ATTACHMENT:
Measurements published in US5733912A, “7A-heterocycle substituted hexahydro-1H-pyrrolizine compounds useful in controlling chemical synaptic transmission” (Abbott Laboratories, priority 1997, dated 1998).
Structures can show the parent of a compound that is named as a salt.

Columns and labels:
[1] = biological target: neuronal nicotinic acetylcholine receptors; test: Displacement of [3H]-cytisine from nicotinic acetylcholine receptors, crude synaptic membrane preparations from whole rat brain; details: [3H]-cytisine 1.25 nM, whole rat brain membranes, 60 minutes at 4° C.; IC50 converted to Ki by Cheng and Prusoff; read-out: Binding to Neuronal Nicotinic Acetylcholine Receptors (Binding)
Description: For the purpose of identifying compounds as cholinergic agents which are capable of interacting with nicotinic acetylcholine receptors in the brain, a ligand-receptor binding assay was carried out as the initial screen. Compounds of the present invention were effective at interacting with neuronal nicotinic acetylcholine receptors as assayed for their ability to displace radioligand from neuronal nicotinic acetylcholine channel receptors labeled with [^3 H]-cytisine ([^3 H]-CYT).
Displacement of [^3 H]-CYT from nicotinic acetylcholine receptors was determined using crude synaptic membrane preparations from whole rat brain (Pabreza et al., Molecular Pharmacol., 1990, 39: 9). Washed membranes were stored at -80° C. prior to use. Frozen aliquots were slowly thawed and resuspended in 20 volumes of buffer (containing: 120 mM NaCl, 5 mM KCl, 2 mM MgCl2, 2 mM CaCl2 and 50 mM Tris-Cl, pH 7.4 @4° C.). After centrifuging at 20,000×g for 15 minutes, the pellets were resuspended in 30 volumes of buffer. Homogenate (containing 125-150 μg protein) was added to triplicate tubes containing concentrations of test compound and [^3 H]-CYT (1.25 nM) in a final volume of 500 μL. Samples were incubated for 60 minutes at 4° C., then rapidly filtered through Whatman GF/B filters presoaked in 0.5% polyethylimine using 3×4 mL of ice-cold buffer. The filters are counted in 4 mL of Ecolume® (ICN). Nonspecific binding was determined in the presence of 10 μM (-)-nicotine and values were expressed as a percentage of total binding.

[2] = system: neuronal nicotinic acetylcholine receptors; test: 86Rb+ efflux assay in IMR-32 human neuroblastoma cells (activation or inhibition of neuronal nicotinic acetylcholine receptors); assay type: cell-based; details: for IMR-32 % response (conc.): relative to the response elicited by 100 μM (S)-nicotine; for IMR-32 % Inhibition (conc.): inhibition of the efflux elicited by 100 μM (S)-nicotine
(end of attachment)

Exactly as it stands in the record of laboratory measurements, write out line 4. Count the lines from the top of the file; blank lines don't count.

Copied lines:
[1] = biological target: neuronal nicotinic acetylcholine receptors; test: Displacement of [3H]-cytisine from nicotinic acetylcholine receptors, crude synaptic membrane preparations from whole rat brain; details: [3H]-cytisine 1.25 nM, whole rat brain membranes, 60 minutes at 4° C.; IC50 converted to Ki by Cheng and Prusoff; read-out: Binding to Neuronal Nicotinic Acetylcholine Receptors (Binding)